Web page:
By Lisa Addison
Fallon and Sam Witherwax, like many locals, had been practicing social distancing during the COVID-19 outbreak but after a week or so of it, their children were feeling cooped up so they loaded everybody up in their car and went hunting for bears.
Well, sort of.
"I saw someone ask on Facebook about where the good bear-hunting spots were and I thought, ‘What the heck?' " Fallon Witherwax said with a laugh.
She looked into the matter further and found that a few neighborhoods were putting stuffed animals, including bears and others in the windows of their homes, and it would give children some entertainment when families drove by to look.
"We started in Highland Meadows off of Lake Street and there were tons of bears," she said. "The kids would scream for each one!"
She and her husband have three children — Blayze, 9, Felicity, 6, and Stryker, 2.
"We're trying to make as much fun as possible out of a terrible situation (COVID-19)," she said. "We just hope we're making memories and staying safe and healthy while doing so."
The busy mom reached out to friends and family who also began putting stuffed animals and signs in their windows so their kids could see them.
"My sister, the kids' Aunt Nikki, was ready at her house after waiting for us to drive by," she said. "We hadn't been able to see her in over a week. Her husband is a doctor and they are pretty much quarantining themselves as much as possible."
Whether it's putting stuffed animals in a window, posting signs with uplifting messages in yards, or putting messages on driveways, many in the area are finding ways to lift the spirits of others in these trying times.
In the Buccaneer Acres neighborhood in south Lake Charles, three girls who are all friends drew inspirational chalk messages on 32 driveways in that area — the entire neighborhood.
"We decided to spread a little kindness in our neighborhood," said Paige Harkins-Caldwell whose daughter, Priscilla, was one of the girls, along with Abbie Snider and Katie Billedeaux.
Some of the messages they wrote with colorful chalk read: "Stay strong in tough times!"; "We're all in this together!"; and "Make every day a great day!"
Bear being found in Jennings, also
By Doris Maricle
Five-year-old Karleigh Hulsey couldn't have a regular birthday party with her friends this year, but she spent the day driving around Jennings with her younger sisters, mother and grandmother trying to spot as many bears as she could.
"I think it's neat because the kids don't have to stay at home," grandmother Pauline Bourne said. "It lets the kids know you can get out and still have fun without seeing your friends."
She said the children had fun waving at people, singing the bear hunt song and counting bears during their two-hour drive around the city. They're already planning a second trip to see the bears which have been added.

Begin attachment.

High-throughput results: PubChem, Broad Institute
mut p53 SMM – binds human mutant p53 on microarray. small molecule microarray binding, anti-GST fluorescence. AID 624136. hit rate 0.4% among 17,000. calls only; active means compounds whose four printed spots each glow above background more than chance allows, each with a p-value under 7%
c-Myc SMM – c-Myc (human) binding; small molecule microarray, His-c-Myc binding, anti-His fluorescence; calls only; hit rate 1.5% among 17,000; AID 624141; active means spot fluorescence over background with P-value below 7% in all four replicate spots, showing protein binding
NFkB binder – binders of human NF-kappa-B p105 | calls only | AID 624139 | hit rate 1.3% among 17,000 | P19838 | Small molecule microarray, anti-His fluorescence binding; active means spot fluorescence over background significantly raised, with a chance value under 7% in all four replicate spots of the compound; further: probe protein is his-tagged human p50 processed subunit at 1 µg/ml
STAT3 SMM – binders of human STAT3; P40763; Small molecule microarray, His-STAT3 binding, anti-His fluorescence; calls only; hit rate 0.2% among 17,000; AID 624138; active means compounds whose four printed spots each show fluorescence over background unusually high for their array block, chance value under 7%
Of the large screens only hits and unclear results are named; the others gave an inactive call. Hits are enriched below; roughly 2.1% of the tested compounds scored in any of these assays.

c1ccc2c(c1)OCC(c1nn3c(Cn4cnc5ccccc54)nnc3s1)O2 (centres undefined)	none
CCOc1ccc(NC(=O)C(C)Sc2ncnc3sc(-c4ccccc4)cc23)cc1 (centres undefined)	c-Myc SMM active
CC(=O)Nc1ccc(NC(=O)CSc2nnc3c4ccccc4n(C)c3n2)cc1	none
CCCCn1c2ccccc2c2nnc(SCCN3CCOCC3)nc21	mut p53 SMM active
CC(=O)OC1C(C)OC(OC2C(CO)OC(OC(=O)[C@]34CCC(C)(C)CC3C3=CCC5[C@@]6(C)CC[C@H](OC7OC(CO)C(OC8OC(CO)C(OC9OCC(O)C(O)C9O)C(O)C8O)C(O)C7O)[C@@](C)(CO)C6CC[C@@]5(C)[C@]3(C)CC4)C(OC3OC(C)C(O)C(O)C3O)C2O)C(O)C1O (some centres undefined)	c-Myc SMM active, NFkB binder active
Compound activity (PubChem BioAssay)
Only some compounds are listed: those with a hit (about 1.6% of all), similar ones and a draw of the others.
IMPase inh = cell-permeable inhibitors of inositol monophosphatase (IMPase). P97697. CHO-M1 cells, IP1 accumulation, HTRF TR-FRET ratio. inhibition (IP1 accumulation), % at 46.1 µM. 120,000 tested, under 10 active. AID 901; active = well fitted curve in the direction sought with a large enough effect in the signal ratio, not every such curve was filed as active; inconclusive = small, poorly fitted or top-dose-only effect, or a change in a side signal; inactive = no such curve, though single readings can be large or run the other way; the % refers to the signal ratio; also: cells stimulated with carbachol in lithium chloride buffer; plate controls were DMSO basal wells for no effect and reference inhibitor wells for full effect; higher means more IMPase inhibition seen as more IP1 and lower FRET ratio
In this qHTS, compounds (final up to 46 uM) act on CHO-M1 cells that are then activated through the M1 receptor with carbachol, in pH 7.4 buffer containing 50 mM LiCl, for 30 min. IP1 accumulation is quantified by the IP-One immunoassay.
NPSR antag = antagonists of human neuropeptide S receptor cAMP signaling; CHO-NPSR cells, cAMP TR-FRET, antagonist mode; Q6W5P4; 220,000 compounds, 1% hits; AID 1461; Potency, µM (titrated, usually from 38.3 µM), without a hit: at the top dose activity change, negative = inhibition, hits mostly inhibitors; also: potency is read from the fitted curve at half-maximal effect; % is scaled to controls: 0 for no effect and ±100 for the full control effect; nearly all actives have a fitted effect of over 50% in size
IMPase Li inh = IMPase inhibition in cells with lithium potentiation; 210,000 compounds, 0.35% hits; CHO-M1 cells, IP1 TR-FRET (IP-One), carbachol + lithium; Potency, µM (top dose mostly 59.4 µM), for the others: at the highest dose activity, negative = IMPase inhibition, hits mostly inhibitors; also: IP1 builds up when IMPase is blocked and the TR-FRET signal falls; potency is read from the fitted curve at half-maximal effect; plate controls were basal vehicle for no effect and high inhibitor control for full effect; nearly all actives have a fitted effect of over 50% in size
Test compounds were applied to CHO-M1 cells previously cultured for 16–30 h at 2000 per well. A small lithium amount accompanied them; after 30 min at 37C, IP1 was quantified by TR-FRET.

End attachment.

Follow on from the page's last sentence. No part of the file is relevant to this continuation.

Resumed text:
Karleigh said her favorite thing about the day was looking at the bears and trying to find them.
Her younger sister, Adalyn, 3, said her favorite thing was the bears.
The idea for the bear hunt scavenger game was inspired by a book and song for preschoolers called "We're Going on a Bear Hunt."
Teacher Mandy Segura and friends Vickie Mack and JoAnne "Joey" Chapman got the idea to start the bear hunt after seeing a social media post about another city putting teddy bears and pictures of rainbows in the windows so children and their parents could have a scavenger hunt on their walks and rides.
Segura said the response has been great with more than 200 teddy bears, tigers, Easter bunnies, monkeys and other stuffed animals of all shapes, sizes and colors popping up on porches and in windows all over the parish.
"People started calling and saying how much fun the kids were having and how they really enjoyed it because they wanted something thing to do with the kids," she said.
Jeff Davis Parish residents can post pictures of bears on display, along with the addresses for families to find the bears on Segura's Facebook page. The page is updated each day.
Mack said the bear hunt is a way to entertain and keep kids active during a time of social distancing and school closures.
"I think this sends a great message to the kids that life goes on and you can still have fun in different ways," Mack, a stay-at-home-Mom, said. "Instead of laying around with thew walls closing in, they can get out of their homes, go explore and still have fun and see things while practicing social distancing."
Chapman, an emergency room nurse, said the bear hunts are a much needed distraction for children during a time of such uncertainty and a reminder that there is still some good in the world.
"As an ER nurse I see a lot of people, especially children who are scared and afraid," she said. "We don't want them to be that way. We want them to be cautious, but to know they can use this time to have some fun and spend some quality time with their parents."